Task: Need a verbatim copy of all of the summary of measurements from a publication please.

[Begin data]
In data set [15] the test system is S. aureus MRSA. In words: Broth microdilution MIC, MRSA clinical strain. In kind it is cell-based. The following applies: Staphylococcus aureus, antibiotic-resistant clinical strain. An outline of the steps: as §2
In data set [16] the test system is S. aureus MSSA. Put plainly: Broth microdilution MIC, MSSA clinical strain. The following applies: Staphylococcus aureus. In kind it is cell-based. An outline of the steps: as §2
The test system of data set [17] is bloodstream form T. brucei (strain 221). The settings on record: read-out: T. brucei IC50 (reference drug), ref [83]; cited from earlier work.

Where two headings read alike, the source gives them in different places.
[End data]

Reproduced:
In data set [15] the test system is S. aureus MRSA. In words: Broth microdilution MIC, MRSA clinical strain. In kind it is cell-based. The following applies: Staphylococcus aureus, antibiotic-resistant clinical strain. An outline of the steps: as §2
In data set [16] the test system is S. aureus MSSA. Put plainly: Broth microdilution MIC, MSSA clinical strain. The following applies: Staphylococcus aureus. In kind it is cell-based. An outline of the steps: as §2
The test system of data set [17] is bloodstream form T. brucei (strain 221). The settings on record: read-out: T. brucei IC50 (reference drug), ref [83]; cited from earlier work.

Where two headings read alike, the source gives them in different places.